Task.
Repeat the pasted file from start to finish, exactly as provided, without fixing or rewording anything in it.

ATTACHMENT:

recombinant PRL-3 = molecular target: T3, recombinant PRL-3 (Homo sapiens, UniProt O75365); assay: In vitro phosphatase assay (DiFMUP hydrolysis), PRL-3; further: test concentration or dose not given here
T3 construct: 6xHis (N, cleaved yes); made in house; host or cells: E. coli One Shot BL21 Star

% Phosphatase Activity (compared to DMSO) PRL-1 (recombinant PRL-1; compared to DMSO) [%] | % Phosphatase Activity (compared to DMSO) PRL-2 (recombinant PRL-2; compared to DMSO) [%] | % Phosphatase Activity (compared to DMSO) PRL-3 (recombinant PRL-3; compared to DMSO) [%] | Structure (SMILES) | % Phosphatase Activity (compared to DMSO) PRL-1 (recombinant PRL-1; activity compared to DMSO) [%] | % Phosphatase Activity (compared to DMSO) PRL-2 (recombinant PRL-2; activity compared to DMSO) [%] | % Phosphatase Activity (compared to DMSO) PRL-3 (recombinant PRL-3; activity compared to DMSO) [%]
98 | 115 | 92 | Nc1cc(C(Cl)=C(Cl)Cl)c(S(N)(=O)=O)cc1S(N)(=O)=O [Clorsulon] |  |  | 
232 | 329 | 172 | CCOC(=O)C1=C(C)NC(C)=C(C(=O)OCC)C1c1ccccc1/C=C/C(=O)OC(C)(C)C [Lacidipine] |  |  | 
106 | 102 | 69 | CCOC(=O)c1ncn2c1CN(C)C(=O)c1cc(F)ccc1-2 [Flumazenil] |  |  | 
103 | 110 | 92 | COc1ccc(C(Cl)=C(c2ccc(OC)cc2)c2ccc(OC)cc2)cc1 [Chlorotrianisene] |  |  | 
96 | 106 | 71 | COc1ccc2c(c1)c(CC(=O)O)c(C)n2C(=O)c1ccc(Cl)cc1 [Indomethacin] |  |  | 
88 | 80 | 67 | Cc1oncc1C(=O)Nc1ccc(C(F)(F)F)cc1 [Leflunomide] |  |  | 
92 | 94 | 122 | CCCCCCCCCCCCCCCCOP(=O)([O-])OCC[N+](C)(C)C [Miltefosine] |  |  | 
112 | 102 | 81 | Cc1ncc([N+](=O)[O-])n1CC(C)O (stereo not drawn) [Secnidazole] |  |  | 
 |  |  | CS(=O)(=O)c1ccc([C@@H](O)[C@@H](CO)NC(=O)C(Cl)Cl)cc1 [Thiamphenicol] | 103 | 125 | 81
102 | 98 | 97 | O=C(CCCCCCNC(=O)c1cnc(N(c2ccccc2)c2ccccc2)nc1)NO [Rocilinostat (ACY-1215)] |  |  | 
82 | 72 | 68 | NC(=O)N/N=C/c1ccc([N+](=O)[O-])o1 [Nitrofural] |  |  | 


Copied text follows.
recombinant PRL-3 = molecular target: T3, recombinant PRL-3 (Homo sapiens, UniProt O75365); assay: In vitro phosphatase assay (DiFMUP hydrolysis), PRL-3; further: test concentration or dose not given here
T3 construct: 6xHis (N, cleaved yes); made in house; host or cells: E. coli One Shot BL21 Star

% Phosphatase Activity (compared to DMSO) PRL-1 (recombinant PRL-1; compared to DMSO) [%] | % Phosphatase Activity (compared to DMSO) PRL-2 (recombinant PRL-2; compared to DMSO) [%] | % Phosphatase Activity (compared to DMSO) PRL-3 (recombinant PRL-3; compared to DMSO) [%] | Structure (SMILES) | % Phosphatase Activity (compared to DMSO) PRL-1 (recombinant PRL-1; activity compared to DMSO) [%] | % Phosphatase Activity (compared to DMSO) PRL-2 (recombinant PRL-2; activity compared to DMSO) [%] | % Phosphatase Activity (compared to DMSO) PRL-3 (recombinant PRL-3; activity compared to DMSO) [%]
98 | 115 | 92 | Nc1cc(C(Cl)=C(Cl)Cl)c(S(N)(=O)=O)cc1S(N)(=O)=O [Clorsulon] |  |  | 
232 | 329 | 172 | CCOC(=O)C1=C(C)NC(C)=C(C(=O)OCC)C1c1ccccc1/C=C/C(=O)OC(C)(C)C [Lacidipine] |  |  | 
106 | 102 | 69 | CCOC(=O)c1ncn2c1CN(C)C(=O)c1cc(F)ccc1-2 [Flumazenil] |  |  | 
103 | 110 | 92 | COc1ccc(C(Cl)=C(c2ccc(OC)cc2)c2ccc(OC)cc2)cc1 [Chlorotrianisene] |  |  | 
96 | 106 | 71 | COc1ccc2c(c1)c(CC(=O)O)c(C)n2C(=O)c1ccc(Cl)cc1 [Indomethacin] |  |  | 
88 | 80 | 67 | Cc1oncc1C(=O)Nc1ccc(C(F)(F)F)cc1 [Leflunomide] |  |  | 
92 | 94 | 122 | CCCCCCCCCCCCCCCCOP(=O)([O-])OCC[N+](C)(C)C [Miltefosine] |  |  | 
112 | 102 | 81 | Cc1ncc([N+](=O)[O-])n1CC(C)O (stereo not drawn) [Secnidazole] |  |  | 
 |  |  | CS(=O)(=O)c1ccc([C@@H](O)[C@@H](CO)NC(=O)C(Cl)Cl)cc1 [Thiamphenicol] | 103 | 125 | 81
102 | 98 | 97 | O=C(CCCCCCNC(=O)c1cnc(N(c2ccccc2)c2ccccc2)nc1)NO [Rocilinostat (ACY-1215)] |  |  | 
82 | 72 | 68 | NC(=O)N/N=C/c1ccc([N+](=O)[O-])o1 [Nitrofural] |  |  | 